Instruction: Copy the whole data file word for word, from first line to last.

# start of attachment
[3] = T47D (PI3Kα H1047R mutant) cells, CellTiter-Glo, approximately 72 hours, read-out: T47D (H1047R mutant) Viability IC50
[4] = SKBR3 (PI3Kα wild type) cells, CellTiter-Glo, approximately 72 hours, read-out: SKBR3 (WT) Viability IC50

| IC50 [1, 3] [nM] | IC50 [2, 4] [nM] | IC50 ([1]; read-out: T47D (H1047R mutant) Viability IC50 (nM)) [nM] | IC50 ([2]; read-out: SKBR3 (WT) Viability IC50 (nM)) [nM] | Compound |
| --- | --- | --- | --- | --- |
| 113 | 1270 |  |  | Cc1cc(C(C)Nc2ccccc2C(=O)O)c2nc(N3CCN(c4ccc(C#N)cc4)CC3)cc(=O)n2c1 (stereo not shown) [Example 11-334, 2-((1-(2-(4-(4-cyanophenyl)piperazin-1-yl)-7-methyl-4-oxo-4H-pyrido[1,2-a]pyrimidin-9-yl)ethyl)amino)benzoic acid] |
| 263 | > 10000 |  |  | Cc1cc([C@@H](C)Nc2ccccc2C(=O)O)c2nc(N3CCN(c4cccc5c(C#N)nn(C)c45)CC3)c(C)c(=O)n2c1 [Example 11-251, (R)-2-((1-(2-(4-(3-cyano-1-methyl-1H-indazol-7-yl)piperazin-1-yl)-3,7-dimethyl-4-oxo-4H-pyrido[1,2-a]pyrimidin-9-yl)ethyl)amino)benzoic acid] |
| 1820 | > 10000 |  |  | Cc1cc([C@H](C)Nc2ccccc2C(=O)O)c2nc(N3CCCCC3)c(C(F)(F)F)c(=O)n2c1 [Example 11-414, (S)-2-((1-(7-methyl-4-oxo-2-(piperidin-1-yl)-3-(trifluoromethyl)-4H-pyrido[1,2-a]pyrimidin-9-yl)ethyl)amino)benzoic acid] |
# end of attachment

[3] = T47D (PI3Kα H1047R mutant) cells, CellTiter-Glo, approximately 72 hours, read-out: T47D (H1047R mutant) Viability IC50
[4] = SKBR3 (PI3Kα wild type) cells, CellTiter-Glo, approximately 72 hours, read-out: SKBR3 (WT) Viability IC50

| IC50 [1, 3] [nM] | IC50 [2, 4] [nM] | IC50 ([1]; read-out: T47D (H1047R mutant) Viability IC50 (nM)) [nM] | IC50 ([2]; read-out: SKBR3 (WT) Viability IC50 (nM)) [nM] | Compound |
| --- | --- | --- | --- | --- |
| 113 | 1270 |  |  | Cc1cc(C(C)Nc2ccccc2C(=O)O)c2nc(N3CCN(c4ccc(C#N)cc4)CC3)cc(=O)n2c1 (stereo not shown) [Example 11-334, 2-((1-(2-(4-(4-cyanophenyl)piperazin-1-yl)-7-methyl-4-oxo-4H-pyrido[1,2-a]pyrimidin-9-yl)ethyl)amino)benzoic acid] |
| 263 | > 10000 |  |  | Cc1cc([C@@H](C)Nc2ccccc2C(=O)O)c2nc(N3CCN(c4cccc5c(C#N)nn(C)c45)CC3)c(C)c(=O)n2c1 [Example 11-251, (R)-2-((1-(2-(4-(3-cyano-1-methyl-1H-indazol-7-yl)piperazin-1-yl)-3,7-dimethyl-4-oxo-4H-pyrido[1,2-a]pyrimidin-9-yl)ethyl)amino)benzoic acid] |
| 1820 | > 10000 |  |  | Cc1cc([C@H](C)Nc2ccccc2C(=O)O)c2nc(N3CCCCC3)c(C(F)(F)F)c(=O)n2c1 [Example 11-414, (S)-2-((1-(7-methyl-4-oxo-2-(piperidin-1-yl)-3-(trifluoromethyl)-4H-pyrido[1,2-a]pyrimidin-9-yl)ethyl)amino)benzoic acid] |